Often mistaken for a beetle, an Ailanthus Webworm Moth nectaring at a Bull Thistle provides a little splash of color among the surrounding dried grasses and wildflowers gone to seed. The boldly contrasting patterning and colors are thought to be aposematic, a warning that the moth is distasteful or toxic.
Thursday, October 30, 2014
Tuesday, October 28, 2014
Three Monarchs were reported in Toronto on October 27th so this male is not exceptionally behind schedule on the long journey to its wintering grounds in Mexico. But October 28th is definitely the latest I have seen one in my area (south-central Hastings County, Ontario).
The butterfly was generally southbound but flying into the prevailing breeze, stopping frequently to fuel up at some late blooming Bull Thistles. As a rule I wouldn't bother with capturing such an easily identifiable insect but I thought it might be worth checking if it was tagged (no, it was not).
Thursday, October 16, 2014
It's mid-October and the end of odonate season is drawing nigh. As a rule the only species apt to be flying this late are Autumn Meadowhawks, with the odd White-faced Meadowhawk and Spotted Spreadwing for variety. There haven't been any hard frosts as yet and October 14th proved to be sunny with unseasonably warm temperatures near 25°C; a visit to a local field and marsh produced a few surprises.
West of Tweed (44.46667°, -77.31972°) is a dry field which supports short grasses, Staghorn Sumac, Sweetfern, Rubus spp and Hawkweeds, with a scattering of Eastern Red Cedars that are home to a small colony of Juniper Hairstreaks. At approporiate times of the year it's a good place to find odonates that like to forage far from water such as Four-spotted Skimmers, Halloween Pennants and Mosaic Darners (Aeshna spp). Of course the ubiquitous Autumn Meadowhawks (Sympetrum vicinum) are still present at this habitat, this is a male ...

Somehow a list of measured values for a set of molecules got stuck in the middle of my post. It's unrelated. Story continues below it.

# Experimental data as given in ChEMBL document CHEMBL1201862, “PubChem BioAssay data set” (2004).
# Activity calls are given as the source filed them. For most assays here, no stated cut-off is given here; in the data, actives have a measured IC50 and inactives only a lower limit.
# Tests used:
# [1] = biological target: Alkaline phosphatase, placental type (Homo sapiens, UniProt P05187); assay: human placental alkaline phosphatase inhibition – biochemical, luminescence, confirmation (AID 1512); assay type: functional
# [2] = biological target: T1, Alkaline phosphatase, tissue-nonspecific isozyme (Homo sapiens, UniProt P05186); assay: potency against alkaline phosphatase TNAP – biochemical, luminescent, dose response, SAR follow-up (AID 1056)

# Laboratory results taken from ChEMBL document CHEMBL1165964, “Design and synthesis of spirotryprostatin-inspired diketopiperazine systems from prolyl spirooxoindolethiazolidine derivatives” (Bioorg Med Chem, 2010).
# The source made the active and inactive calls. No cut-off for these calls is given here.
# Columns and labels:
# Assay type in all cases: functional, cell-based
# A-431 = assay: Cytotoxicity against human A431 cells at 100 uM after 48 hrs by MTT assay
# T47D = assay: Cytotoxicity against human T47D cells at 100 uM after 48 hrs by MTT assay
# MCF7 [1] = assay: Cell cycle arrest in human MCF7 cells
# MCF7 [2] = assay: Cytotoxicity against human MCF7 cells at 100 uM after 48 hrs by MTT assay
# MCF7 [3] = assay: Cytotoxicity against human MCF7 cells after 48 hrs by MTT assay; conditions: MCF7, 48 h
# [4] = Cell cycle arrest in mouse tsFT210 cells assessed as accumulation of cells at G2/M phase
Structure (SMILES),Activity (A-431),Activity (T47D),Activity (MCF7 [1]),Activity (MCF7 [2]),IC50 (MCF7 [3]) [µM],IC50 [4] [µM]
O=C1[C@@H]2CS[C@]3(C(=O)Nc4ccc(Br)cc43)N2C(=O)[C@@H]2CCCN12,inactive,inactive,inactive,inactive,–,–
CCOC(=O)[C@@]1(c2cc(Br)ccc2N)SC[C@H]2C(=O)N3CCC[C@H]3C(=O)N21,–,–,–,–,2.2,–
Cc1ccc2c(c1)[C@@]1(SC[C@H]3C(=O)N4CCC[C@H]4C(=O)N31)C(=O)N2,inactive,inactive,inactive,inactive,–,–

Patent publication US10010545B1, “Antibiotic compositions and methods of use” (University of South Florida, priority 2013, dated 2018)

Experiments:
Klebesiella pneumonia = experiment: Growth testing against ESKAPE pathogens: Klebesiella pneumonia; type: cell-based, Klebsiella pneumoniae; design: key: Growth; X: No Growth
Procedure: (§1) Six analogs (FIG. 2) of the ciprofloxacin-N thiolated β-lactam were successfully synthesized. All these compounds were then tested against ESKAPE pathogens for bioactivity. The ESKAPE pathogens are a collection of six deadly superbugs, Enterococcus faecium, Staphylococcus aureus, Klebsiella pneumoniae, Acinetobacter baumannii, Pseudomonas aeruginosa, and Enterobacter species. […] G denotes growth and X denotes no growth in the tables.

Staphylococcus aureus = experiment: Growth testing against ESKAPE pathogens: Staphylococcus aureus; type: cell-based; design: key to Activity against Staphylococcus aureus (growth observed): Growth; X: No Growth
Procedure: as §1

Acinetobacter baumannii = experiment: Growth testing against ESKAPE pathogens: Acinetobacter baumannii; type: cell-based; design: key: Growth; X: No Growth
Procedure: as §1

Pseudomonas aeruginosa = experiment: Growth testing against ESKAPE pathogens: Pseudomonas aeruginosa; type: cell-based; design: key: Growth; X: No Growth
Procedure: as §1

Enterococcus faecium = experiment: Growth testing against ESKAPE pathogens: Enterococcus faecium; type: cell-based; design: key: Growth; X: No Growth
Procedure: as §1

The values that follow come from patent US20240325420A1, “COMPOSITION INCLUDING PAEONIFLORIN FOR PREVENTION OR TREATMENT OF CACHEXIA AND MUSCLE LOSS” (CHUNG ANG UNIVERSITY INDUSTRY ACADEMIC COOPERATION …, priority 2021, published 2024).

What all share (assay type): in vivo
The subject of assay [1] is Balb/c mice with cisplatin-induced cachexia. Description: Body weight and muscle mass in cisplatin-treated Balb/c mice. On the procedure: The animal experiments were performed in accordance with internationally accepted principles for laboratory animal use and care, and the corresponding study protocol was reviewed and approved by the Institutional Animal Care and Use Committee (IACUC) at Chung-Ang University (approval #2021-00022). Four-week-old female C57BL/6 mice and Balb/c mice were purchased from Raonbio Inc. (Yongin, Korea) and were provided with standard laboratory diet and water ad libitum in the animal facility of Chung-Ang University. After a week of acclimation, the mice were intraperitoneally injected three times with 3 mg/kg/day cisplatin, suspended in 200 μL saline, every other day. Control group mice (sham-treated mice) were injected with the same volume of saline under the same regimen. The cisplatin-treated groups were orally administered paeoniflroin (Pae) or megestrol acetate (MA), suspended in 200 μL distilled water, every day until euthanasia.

Thursday, September 25, 2014
Perhaps post-equinoctial would be more appropriate, as this immature male Twelve-spotted Skimmer (Libellula pulchella) was encountered on September 24th, 2014 at the Tweed Fairgrounds (south-central Hastings County, Ontario).
Striking – arresting the attention and producing a vivid impression on the sight or the mind, attracting attention by reason of being unusual, extreme, or prominent, conspicuously attractive or impressive.
Wednesday, September 24, 2014
East of Tweed, near a patch of wildflowers along Lakeview Lane (44.478429°, -77.301881°) – my third sighting of a Saffron-winged Meadowhawk this year (the other two were at Dry Lake, south of Marlbank). Sympetrum costiferum is larger – this individual measured 38 mm – and darker than the average Sympetrum apt to be encountered in our area, and it has a habit of perching on the ground.
Saturday, September 20, 2014
A hybrid between two very different looking species, the New England Aster (Symphyotrichum novae-angliae) and the Heath Aster (Symphyotrichum ericoides), the Amethyst Aster (Aster x amethystinus) exhibits characteristics of both parent plants which, not surprisingly, were abundant in the high and dry field where the Amethyst Asters were encountered.
The following groups of three photos illustrate the features of the Amethyst Aster, New England Aster and the Heath Aster respectively.